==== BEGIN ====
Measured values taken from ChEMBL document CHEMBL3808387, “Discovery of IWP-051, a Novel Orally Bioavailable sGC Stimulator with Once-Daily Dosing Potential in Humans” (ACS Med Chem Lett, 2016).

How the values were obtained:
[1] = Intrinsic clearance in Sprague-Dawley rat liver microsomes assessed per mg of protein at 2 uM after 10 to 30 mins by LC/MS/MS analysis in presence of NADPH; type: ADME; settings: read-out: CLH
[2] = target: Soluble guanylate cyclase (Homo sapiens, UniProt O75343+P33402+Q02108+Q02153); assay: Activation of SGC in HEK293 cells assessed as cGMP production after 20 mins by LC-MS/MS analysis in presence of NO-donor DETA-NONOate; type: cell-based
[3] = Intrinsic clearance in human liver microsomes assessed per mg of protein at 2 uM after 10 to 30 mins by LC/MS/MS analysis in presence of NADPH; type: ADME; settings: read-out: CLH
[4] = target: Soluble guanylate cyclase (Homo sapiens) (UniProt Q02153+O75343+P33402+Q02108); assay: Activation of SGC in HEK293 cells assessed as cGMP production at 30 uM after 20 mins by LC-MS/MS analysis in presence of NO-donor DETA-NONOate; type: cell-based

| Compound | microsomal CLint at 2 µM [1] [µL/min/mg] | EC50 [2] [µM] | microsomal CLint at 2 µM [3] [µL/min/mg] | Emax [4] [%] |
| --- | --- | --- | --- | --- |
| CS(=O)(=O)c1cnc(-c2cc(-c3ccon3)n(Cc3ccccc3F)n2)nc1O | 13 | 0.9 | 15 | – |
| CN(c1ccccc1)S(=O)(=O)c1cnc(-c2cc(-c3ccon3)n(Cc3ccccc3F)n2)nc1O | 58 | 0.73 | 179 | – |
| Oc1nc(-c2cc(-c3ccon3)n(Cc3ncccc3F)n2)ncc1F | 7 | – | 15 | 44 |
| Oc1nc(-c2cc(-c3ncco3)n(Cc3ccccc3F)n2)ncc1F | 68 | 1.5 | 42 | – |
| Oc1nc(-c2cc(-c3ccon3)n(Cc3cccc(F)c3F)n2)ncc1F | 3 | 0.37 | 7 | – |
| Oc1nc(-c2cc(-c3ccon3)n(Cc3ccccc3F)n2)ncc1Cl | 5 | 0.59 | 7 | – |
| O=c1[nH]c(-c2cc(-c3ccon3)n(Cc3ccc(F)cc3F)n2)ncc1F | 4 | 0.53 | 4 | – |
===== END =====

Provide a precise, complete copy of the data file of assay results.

Measured values taken from ChEMBL document CHEMBL3808387, “Discovery of IWP-051, a Novel Orally Bioavailable sGC Stimulator with Once-Daily Dosing Potential in Humans” (ACS Med Chem Lett, 2016).

How the values were obtained:
[1] = Intrinsic clearance in Sprague-Dawley rat liver microsomes assessed per mg of protein at 2 uM after 10 to 30 mins by LC/MS/MS analysis in presence of NADPH; type: ADME; settings: read-out: CLH
[2] = target: Soluble guanylate cyclase (Homo sapiens, UniProt O75343+P33402+Q02108+Q02153); assay: Activation of SGC in HEK293 cells assessed as cGMP production after 20 mins by LC-MS/MS analysis in presence of NO-donor DETA-NONOate; type: cell-based
[3] = Intrinsic clearance in human liver microsomes assessed per mg of protein at 2 uM after 10 to 30 mins by LC/MS/MS analysis in presence of NADPH; type: ADME; settings: read-out: CLH
[4] = target: Soluble guanylate cyclase (Homo sapiens) (UniProt Q02153+O75343+P33402+Q02108); assay: Activation of SGC in HEK293 cells assessed as cGMP production at 30 uM after 20 mins by LC-MS/MS analysis in presence of NO-donor DETA-NONOate; type: cell-based

| Compound | microsomal CLint at 2 µM [1] [µL/min/mg] | EC50 [2] [µM] | microsomal CLint at 2 µM [3] [µL/min/mg] | Emax [4] [%] |
| --- | --- | --- | --- | --- |
| CS(=O)(=O)c1cnc(-c2cc(-c3ccon3)n(Cc3ccccc3F)n2)nc1O | 13 | 0.9 | 15 | – |
| CN(c1ccccc1)S(=O)(=O)c1cnc(-c2cc(-c3ccon3)n(Cc3ccccc3F)n2)nc1O | 58 | 0.73 | 179 | – |
| Oc1nc(-c2cc(-c3ccon3)n(Cc3ncccc3F)n2)ncc1F | 7 | – | 15 | 44 |
| Oc1nc(-c2cc(-c3ncco3)n(Cc3ccccc3F)n2)ncc1F | 68 | 1.5 | 42 | – |
| Oc1nc(-c2cc(-c3ccon3)n(Cc3cccc(F)c3F)n2)ncc1F | 3 | 0.37 | 7 | – |
| Oc1nc(-c2cc(-c3ccon3)n(Cc3ccccc3F)n2)ncc1Cl | 5 | 0.59 | 7 | – |
| O=c1[nH]c(-c2cc(-c3ccon3)n(Cc3ccc(F)cc3F)n2)ncc1F | 4 | 0.53 | 4 | – |